Information about Olanzapine
Olanzapine is an atypical antipsychotic that is used currently in the treatment of schizophrenia and bipolar illness.
Liver safety of Olanzapine
Olanzapine is not infrequently associated with serum aminotransferase elevations during therapy and there have been rare instances of clinically apparent acute liver injury linked to its use.
Mechanism of action of Olanzapine
Olanzapine (oh lan' za peen) is a thienobenzodiazepine derivative which appears to act as a dopamine (D1-4) and serotonic (5-HT2A/2C and 5-HT6) receptor antagonist.
FDA approval information for Olanzapine
Olanzapine was approved for use in schizophrenia in the United States in 1996 and continues to be used for this indication. Olanzapine is also used in mood disturbances of bipolar I disorder and in combination with other agents for treatment of resistant depression in adults. Olanzapine is available as tablets of 2.5, 5, 7.5, 10, 15 and 20 mg generically and under the brand name Zyprexa; formulations for parenteral use and orally disintegrating tablets are also available, as are fixed combinations with antidepressants such as fluoxetine (Symbyax and generics). A typical dose regimen is 5 to 20 mg daily, starting with a low dose and increasing cautiously.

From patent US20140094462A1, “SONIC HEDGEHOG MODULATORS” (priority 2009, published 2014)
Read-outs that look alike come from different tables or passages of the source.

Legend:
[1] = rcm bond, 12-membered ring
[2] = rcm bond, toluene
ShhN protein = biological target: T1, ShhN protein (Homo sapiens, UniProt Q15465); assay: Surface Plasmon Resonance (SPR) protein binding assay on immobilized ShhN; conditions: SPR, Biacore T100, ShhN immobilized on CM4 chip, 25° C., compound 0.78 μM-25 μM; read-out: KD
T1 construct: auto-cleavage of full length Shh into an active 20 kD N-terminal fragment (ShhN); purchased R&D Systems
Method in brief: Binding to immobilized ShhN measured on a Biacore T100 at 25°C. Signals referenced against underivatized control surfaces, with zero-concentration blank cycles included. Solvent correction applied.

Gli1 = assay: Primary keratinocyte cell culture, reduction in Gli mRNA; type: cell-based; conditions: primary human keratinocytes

Dosage and administration for Olanzapine
Second Generation (Atypicals)
- Aripiprazole, Asenapine, Brexpiprazole, Cariprazine, Clozapine, Iloperidone, Lurasidone, Olanzapine, Paliperidone, Pimavanserin, Quetiapine, Risperidone, Ziprasidone